If I had a penny for every time I got asked this question….Although actually I’d be even richer if I had a penny for every time a new mum turned up at class and proudly told me they’d been for their first run. Before taking one look at my polite smile and their poor faces dropping when they realised I’m not as enthusiastic about this news as they are.
I often wonder if those mums wish they’d never said anything so they can carry on regardless and in a state of blissful unawareness. It’s not that I want to be a doom monger. It’s just that running too soon has caused too many mums too many issues.
I just can’t nod and smile and not say anything because then I just wouldn’t be doing my job properly.
So, what exactly is the deal with new mums and running? Well, the fact is, however great you feel at 6 weeks, 3 months, 6 months, your body is recovering. Your body is more sensitive and vulnerable. Which means that jumping straight back to running can have unpleasant and sometimes painful consequences.
Think of postnatal rehab as recover from an injury or operation. After something like that your first foray back into exercise wouldn’t be a run would it? Particularly if you’d been out of action for a few months. Instead you would likely see a physio or other therapist. You would get treatment, do some gentle exercises at home and gradually build yourself up.
And returning to fitness after a baby should be no different. After pregnancy your body will have changed. Your posture will likely be different. You may have a few niggly aches and pains. Your tummy and pelvic floor may not be as strong. Your body’s support systems (particularly if you are still breastfeeding) won’t be providing the same level of support.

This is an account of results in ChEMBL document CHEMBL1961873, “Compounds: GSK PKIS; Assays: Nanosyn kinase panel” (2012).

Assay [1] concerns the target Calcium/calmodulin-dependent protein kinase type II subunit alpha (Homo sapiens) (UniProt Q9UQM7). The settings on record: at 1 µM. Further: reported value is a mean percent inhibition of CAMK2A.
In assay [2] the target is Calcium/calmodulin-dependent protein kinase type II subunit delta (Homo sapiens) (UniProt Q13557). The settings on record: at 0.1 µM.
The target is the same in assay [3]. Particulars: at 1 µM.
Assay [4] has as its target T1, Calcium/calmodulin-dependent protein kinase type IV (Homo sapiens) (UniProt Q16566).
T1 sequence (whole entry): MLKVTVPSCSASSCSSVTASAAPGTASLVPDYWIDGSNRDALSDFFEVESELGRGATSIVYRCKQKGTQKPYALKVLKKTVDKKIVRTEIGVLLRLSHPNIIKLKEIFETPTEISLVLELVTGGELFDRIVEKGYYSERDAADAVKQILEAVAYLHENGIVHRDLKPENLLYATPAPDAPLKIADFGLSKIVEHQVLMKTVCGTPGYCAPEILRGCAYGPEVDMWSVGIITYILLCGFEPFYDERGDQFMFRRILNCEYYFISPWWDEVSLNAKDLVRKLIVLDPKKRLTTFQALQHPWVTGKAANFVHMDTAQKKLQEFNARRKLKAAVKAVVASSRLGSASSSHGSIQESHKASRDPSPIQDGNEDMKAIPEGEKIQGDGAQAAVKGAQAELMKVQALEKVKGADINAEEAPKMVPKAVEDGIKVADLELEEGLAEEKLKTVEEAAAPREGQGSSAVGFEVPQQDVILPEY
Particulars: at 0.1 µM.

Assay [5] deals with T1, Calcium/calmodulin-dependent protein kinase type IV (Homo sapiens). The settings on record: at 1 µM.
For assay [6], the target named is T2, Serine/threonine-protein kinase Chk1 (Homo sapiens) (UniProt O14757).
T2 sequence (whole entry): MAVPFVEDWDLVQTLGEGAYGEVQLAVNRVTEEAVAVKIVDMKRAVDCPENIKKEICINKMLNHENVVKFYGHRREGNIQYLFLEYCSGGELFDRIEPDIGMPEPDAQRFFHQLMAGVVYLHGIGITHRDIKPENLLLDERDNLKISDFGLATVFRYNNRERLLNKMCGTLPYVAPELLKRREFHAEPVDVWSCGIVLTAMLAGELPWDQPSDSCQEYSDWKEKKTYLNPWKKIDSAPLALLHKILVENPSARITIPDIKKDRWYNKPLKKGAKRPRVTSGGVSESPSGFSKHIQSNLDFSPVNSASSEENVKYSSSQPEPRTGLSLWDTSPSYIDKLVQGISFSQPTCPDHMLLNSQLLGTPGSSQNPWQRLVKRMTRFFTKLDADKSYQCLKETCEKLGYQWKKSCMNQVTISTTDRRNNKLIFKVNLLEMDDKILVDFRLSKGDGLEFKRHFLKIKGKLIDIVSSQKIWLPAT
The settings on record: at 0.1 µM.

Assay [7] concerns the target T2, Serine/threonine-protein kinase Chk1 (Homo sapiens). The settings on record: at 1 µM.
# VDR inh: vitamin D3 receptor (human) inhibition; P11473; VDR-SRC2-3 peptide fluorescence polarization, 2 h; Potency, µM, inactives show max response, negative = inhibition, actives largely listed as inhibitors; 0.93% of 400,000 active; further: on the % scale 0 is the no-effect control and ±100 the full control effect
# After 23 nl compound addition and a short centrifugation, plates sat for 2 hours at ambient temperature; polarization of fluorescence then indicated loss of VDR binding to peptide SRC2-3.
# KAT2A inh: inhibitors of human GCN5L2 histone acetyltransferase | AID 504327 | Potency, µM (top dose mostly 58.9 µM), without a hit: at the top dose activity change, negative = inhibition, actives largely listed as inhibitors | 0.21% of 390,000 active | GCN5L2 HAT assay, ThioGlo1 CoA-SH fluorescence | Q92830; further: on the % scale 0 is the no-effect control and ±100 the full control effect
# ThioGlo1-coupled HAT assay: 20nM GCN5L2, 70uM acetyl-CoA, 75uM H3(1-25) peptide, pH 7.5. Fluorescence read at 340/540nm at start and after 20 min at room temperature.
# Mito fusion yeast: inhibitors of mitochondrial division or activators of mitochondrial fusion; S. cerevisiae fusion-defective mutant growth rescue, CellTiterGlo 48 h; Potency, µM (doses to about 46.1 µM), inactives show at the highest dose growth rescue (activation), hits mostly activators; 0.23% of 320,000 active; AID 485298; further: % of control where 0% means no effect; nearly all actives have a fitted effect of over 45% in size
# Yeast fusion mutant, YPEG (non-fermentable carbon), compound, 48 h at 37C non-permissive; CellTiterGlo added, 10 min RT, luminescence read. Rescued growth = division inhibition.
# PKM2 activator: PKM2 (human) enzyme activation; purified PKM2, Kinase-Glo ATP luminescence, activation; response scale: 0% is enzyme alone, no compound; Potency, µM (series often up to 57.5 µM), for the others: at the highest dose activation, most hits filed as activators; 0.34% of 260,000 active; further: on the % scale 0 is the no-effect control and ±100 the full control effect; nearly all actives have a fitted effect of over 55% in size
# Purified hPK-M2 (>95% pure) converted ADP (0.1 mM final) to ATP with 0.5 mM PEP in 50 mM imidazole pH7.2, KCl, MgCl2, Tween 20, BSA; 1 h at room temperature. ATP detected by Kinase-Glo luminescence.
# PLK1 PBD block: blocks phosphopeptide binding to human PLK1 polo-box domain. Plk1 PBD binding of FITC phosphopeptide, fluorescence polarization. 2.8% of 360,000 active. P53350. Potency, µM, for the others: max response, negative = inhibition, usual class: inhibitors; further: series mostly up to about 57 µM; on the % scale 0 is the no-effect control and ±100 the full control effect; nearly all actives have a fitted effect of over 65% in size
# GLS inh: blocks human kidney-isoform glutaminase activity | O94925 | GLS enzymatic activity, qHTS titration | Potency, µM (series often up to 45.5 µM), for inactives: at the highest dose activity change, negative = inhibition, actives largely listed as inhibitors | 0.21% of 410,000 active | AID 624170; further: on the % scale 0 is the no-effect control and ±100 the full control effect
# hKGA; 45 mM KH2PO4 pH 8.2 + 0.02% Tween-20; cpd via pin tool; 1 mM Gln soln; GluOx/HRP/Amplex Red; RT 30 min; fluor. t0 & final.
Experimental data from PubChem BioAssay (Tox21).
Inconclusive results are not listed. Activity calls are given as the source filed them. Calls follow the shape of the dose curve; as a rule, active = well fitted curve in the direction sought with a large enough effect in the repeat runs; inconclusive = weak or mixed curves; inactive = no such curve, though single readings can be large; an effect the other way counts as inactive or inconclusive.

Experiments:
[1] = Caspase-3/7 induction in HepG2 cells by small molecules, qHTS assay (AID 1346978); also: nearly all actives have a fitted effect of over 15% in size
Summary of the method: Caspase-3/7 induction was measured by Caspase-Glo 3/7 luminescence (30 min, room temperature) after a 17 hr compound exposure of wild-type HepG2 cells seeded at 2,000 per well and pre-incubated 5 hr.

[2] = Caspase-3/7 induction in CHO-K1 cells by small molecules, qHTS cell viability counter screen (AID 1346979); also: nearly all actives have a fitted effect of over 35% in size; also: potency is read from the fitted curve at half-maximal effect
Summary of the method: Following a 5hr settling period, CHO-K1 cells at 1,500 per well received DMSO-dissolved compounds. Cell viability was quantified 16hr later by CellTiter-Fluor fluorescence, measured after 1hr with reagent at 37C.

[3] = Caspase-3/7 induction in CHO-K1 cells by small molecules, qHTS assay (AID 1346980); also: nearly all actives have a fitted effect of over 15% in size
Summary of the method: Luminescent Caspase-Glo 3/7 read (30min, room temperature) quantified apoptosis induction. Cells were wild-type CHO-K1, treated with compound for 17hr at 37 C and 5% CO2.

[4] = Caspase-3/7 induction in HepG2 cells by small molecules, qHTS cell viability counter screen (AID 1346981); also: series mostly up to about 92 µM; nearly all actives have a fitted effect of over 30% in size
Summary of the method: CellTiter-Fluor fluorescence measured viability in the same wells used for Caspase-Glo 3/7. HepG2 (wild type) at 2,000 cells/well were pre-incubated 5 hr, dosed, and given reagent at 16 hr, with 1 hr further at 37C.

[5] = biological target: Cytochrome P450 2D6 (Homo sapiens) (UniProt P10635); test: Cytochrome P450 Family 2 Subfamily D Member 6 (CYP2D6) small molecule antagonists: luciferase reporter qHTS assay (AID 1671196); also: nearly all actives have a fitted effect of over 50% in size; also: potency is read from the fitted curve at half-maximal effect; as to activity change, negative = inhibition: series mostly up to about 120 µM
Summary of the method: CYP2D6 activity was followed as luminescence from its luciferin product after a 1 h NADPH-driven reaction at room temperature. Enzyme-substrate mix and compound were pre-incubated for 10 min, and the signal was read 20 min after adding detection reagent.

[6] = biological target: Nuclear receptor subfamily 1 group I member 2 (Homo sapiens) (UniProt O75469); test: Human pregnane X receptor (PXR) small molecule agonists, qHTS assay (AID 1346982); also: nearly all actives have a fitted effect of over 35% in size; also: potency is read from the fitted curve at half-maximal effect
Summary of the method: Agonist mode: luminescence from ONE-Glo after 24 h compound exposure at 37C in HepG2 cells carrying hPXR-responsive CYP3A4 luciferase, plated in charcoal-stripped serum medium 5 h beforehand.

And all of that can lead more readily to injury, leaking, abdominal separation, pelvic organ prolapse, back ache, knee pain and more. Which could stop you in your tracks for months.
So, be kind, treat your body with respect, and before you lace up those trainers get into a rehab mindset first. Start with the pelvic floor, strengthen your glutes, work on posture, strengthen the weak muscles and stretch the tight muscles. Whatever you do TAKE YOUR TIME.
So is there ultimately a definitive answer as to how long this should take? Not really, because we’re all different, but here are some guidelines:
- Ideally wait until at least 6 months after the birth to start running.
- If you’re breastfeeding, however, don’t go back to running for at least a few weeks after you’ve stopped breastfeeding.
- And only start at these points if you’ve already done some foundational work on your pelvic floor and core.
- If you are experiencing any of the following at any point, see your doctor, Womens Health Physio or a specialist trainer first: heaviness or dragging around the vagina; leaking of urine (even a very small amount); abdominal separation; any pain or discomfort in any part of the body; pain or tightness in or around the hips and/or pelvis.
Ultimately, running can be a great exercise for mums because its quick, easy and gets you out of the house. BUT do proceed with caution, build a great foundation and make the most of all of the other exercises you can do in the meantime.
If you want to find out more, check out my Returning to Running video here.
And for some ideas on great glute exercises that will support your running at any stage, check out this video here.